People make krathongs, which are small boats made from banana leaves and flowers. They float them on a river or pond to thank the water spirits for keeping them safe during monsoon season.


Pongal is a harvest festival that celebrates the first harvest of the year. It’s also known as Makara Sankranthi, which means “to start a new year with auspiciousness.” This celebration takes place in mid-January or early February depending on where you live in India, but it always falls on a day when there is an odd number of days left until spring (usually January 13 or 14).

Pongal has roots in Tamil Nadu, but today it’s celebrated throughout most parts of South India with special foods including sweet rice pudding called payasam and jaggery cakes called pongal kuli. The main part of this holiday involves making an offering to Lord Indra–the Hindu god who rules over rain clouds–and then cooking some special dishes based on what was harvested during that specific season: usually corn kernels (maize), lentils called moong dal and millet seeds called ragi flour

Buddha’s Birthday

Buddha’s birthday is celebrated on the eighth day of the fourth lunar month, which falls in May or June. It’s also known as Vesak, and it’s a national holiday in Thailand. Buddhists around the world observe this celebration with prayer services and meditation sessions at temples, shrines and monasteries.

The religious significance of Buddha’s birthday is linked to his enlightenment under a Bodhi tree–a fig tree (Ficus religiosa) that stands at the center of most Buddhist temples–which he claimed to be his first experience of nirvana: “the highest happiness” achieved through self-denial and compassion for others’ suffering. This experience led him to become known as Siddhartha Gautama: “he who has found truth.”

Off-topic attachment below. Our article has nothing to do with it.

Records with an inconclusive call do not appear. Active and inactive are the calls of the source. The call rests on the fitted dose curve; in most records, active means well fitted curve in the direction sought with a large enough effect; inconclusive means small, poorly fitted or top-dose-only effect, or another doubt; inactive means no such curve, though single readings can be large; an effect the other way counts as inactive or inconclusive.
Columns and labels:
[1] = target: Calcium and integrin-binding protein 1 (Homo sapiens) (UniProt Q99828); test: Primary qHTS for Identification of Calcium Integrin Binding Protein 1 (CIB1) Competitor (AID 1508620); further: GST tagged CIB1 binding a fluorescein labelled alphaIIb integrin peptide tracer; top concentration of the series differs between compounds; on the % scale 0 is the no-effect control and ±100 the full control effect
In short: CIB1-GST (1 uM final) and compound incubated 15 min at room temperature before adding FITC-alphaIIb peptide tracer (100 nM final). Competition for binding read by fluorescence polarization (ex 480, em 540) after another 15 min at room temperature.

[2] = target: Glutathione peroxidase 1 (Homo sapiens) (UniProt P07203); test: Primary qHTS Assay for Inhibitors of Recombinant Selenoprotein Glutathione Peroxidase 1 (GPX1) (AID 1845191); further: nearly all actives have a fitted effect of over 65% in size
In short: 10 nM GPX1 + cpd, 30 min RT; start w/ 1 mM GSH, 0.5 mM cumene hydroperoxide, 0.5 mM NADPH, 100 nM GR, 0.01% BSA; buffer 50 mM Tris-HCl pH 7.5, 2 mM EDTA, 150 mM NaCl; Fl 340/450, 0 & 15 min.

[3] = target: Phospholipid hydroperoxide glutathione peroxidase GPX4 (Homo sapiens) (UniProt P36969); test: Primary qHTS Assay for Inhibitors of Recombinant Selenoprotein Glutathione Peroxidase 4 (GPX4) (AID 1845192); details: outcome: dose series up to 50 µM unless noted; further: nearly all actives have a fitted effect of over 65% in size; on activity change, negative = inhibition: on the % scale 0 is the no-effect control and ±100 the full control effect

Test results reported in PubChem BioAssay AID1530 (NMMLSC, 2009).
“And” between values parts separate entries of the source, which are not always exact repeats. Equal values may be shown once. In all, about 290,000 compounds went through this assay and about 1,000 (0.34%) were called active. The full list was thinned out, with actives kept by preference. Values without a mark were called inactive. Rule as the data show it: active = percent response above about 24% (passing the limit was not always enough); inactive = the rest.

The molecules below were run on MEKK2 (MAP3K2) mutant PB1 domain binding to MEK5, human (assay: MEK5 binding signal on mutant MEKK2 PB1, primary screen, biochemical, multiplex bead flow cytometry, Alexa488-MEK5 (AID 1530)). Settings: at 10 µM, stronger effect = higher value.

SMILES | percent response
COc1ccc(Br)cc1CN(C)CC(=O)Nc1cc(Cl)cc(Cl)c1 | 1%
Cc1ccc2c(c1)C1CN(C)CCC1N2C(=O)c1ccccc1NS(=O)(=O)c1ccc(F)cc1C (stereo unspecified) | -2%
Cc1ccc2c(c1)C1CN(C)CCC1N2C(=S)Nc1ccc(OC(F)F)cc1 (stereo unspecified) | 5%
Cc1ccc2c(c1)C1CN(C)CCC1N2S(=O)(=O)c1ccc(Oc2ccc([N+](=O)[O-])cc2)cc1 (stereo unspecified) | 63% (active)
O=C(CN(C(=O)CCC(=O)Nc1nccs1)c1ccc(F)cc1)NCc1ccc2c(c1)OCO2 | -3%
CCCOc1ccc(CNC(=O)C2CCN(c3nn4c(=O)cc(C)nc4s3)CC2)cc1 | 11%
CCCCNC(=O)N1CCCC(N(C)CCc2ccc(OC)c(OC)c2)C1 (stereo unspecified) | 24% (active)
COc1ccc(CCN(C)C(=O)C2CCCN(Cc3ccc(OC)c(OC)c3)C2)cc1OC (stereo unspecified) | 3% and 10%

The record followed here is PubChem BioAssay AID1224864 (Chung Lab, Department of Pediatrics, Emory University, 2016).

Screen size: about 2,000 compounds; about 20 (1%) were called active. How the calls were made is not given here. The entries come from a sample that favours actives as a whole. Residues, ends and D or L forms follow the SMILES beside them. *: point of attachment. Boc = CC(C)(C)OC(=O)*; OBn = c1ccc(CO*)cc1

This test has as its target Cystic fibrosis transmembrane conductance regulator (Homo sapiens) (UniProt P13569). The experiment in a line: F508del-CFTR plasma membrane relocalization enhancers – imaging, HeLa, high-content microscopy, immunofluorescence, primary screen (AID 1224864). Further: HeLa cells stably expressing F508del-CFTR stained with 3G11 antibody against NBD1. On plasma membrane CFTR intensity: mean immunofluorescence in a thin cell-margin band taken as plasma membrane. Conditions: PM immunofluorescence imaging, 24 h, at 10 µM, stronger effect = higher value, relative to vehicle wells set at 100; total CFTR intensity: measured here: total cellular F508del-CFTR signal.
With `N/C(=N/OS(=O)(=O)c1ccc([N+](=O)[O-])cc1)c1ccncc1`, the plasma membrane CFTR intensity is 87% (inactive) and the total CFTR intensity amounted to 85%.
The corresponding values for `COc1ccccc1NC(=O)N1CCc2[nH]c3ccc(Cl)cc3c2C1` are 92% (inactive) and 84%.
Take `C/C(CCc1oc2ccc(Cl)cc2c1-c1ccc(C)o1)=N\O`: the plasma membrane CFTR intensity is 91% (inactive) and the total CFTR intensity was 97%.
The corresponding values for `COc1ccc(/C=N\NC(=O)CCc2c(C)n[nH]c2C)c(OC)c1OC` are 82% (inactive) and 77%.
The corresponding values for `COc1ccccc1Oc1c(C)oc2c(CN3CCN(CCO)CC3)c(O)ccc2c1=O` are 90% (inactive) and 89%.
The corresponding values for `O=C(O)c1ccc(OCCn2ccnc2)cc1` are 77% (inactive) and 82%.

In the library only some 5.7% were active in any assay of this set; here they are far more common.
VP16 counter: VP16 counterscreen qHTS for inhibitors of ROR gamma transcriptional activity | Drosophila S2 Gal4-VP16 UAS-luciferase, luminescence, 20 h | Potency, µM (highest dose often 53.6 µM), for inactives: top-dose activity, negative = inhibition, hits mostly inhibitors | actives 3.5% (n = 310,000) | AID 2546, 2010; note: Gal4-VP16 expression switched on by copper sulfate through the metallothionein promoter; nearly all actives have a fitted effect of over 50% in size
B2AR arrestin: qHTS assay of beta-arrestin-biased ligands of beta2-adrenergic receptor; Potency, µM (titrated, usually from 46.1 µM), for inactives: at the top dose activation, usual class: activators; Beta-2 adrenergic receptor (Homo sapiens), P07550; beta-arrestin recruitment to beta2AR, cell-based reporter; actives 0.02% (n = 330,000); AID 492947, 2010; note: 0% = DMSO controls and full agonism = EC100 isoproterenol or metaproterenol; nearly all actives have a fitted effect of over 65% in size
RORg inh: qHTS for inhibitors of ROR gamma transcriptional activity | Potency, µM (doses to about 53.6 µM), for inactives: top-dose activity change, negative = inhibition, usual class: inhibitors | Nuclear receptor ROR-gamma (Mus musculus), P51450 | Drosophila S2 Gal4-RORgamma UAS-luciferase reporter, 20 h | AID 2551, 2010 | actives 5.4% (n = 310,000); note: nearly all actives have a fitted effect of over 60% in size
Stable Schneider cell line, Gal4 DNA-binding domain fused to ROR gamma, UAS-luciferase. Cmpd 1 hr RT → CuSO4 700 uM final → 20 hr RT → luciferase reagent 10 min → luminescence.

Mid-Autumn Festival

The Mid-Autumn Festival is a celebration of the full moon and family reunion. It’s also known as the Mooncake Festival, because it’s customary for families to share treats made with lotus seeds during this time.

The holiday begins on the 15th day of the 8th month of the lunar calendar (around September or October), when people gather to watch an outdoor performance called “lantern festival.” The next day is celebrated with games, fireworks and other activities like dragon boat races or kite flying!

Singles’ Day (Alibaba)

Singles’ Day is a holiday in China that was started by e-commerce giant Alibaba in 2009. It’s the biggest shopping day of the year for Chinese consumers, who buy everything from electronics to clothes to food on this day.

What began as a way to celebrate single people has turned into one of the largest online shopping days in history–it even rivals Black Friday sales!

Plan your trip around these holidays.

Planning a trip to Asia during these times is a great idea. These are some of the most popular holidays in Asia, and you’ll be able to experience the culture and traditions that make each country unique. Here are some suggestions for when you should plan your trip:

  • Chinese New Year (January/February)
  • Songkran Festival (April 13-15)
  • Vesak Day (May 15)


There are many more Asian holidays, but these are some of the most popular ones. If you want to experience these celebrations in person, then we suggest planning your trip around them!